Tri-Counties Central Labor Council (AFL-CIO): My interview with Tri-Counties focused mostly on Wal-Mart. I stated my position, which is that I believe we should restrict the size of retail stores on Victoria. I believe Tri-Counties wanted a stronger position against Wal-Mart and has not endorsed me.
Greater Ventura Chamber of Commerce Political Action Committee: Not only did the Chamber PAC not endorse me (or the other incumbents), they didn’t even interview us. The Chamber PAC has been critical of the incumbents for supposedly being pro-tax (because of P6) and anti-development (partly because of Wal-Mart).
In other words, one group didn’t endorse me because I’m not tough enough on Wal-Mart and the other group didn’t endorse me because I’m not easy enough on Wal-Mart. That's politics for you.
Thursday, October 18, 2007
When it comes time to vote, people often look to organization they trust and respect for guidance. So during campaign season, we candidates go around and talk to many organizations here in town asking for their support.
Wednesday, October 10, 2007
On Monday night (Tuesday morning, actually), the City Council voted 4-3 to approve an item brought forth by Councilmembers Brennan and Summers designed to improve the development review process. The votes in favor were Brennan, Summers, Monahan, and Weir. The votes against were Andrews, Morehouse, and myself.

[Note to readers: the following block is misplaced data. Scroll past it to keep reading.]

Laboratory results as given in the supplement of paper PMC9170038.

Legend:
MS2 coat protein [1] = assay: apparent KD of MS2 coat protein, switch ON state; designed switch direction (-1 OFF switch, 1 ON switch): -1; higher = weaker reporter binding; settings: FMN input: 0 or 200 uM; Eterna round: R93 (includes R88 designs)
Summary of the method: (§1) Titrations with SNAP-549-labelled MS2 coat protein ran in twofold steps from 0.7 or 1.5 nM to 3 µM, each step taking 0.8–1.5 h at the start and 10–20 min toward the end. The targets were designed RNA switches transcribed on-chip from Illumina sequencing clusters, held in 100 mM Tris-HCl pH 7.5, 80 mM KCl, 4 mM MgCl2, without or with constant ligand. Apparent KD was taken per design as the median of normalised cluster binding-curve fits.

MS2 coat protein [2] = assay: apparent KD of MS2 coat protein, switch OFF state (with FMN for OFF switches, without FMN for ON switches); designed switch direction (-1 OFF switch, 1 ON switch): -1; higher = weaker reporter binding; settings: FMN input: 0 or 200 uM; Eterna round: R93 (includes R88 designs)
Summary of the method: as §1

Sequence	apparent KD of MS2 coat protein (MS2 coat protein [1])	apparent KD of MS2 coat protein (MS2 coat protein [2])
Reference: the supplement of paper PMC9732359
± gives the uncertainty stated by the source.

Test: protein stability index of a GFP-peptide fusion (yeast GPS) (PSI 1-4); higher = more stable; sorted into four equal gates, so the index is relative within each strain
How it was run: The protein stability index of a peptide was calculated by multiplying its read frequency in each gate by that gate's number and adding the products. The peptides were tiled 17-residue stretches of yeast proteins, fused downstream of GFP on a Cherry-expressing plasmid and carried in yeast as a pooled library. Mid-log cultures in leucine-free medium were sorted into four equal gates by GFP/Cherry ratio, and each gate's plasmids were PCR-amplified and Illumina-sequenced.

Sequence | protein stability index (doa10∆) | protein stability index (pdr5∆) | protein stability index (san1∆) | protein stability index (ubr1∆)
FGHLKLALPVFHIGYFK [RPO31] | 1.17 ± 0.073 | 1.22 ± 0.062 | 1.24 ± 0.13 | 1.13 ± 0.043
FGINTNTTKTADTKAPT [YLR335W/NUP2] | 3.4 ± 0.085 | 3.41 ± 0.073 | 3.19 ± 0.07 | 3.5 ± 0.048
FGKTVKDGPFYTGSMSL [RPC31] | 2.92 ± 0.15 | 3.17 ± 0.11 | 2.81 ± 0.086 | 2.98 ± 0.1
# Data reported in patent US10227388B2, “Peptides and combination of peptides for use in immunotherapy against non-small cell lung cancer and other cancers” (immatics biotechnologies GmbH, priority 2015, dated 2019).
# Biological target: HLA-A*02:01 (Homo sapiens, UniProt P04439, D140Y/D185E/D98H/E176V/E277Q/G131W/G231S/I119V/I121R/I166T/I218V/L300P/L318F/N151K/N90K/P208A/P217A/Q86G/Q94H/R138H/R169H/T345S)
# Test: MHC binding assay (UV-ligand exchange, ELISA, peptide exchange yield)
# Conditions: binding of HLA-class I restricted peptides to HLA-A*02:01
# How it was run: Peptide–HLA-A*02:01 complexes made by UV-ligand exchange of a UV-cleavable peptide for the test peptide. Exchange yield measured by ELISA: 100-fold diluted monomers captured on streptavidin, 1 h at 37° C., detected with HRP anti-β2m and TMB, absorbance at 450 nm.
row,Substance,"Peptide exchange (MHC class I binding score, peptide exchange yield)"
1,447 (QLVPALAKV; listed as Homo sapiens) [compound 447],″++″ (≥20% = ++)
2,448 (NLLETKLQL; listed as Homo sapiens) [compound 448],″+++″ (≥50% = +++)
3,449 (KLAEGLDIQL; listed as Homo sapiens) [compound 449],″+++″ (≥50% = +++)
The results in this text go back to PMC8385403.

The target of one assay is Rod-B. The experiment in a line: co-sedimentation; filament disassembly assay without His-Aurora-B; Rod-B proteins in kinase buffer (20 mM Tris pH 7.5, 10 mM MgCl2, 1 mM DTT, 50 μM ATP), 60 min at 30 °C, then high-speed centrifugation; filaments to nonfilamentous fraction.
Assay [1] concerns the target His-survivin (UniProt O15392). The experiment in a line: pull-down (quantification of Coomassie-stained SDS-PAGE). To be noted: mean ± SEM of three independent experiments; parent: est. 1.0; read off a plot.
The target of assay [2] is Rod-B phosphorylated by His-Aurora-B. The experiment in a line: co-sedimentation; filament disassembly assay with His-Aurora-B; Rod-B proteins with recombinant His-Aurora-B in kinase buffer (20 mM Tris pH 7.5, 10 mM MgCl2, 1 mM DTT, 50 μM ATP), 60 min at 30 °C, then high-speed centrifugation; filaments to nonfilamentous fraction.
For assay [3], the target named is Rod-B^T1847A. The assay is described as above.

I didn’t vote against the item because I opposed everything in it. In fact, I supported five of the six items contained in the items. I voted against it because I couldn’s support the sixth item as written. I found it confusing and I thought it called for shift in direction that I couldn’t support. We had lengthy discussion, and it was clear that most of us agreed on the first five items but we were split on the sixth.
However, Councilmember Monahan moved to approve all six items at once – admittedly it was midnight and we were all anxious to go home – and so therefore I had to vote against the entire package because I had concerns about the one item. Because of Mr. Monahan’s motion, we did not have the option of voting in favor of the five and then “agreeing to disagree” on the sixth.
I think that Councilmembers Summer and Brennan and I agree on the direction we should take, so I am hopeful we can work this out when the item comes back to us for further discussion.
For the record, here’s what their item called for:
Direct staff to review the goals below and present a plan for implementation including strategies, feasibility, potential impact and timeline.
a. Creation of a 30-day maximum initial application review to determine completeness.
b. A plan and organizational structure to reduce overall time in the application approval process by 20%.
c. Adopt a procedure to allow applicants to outsource the creation and drafting of Specific Plans for projects in excess of 20 acres and provide for the ability to allow higher fees in exchange for retaining contract planners to assist with the overall work force.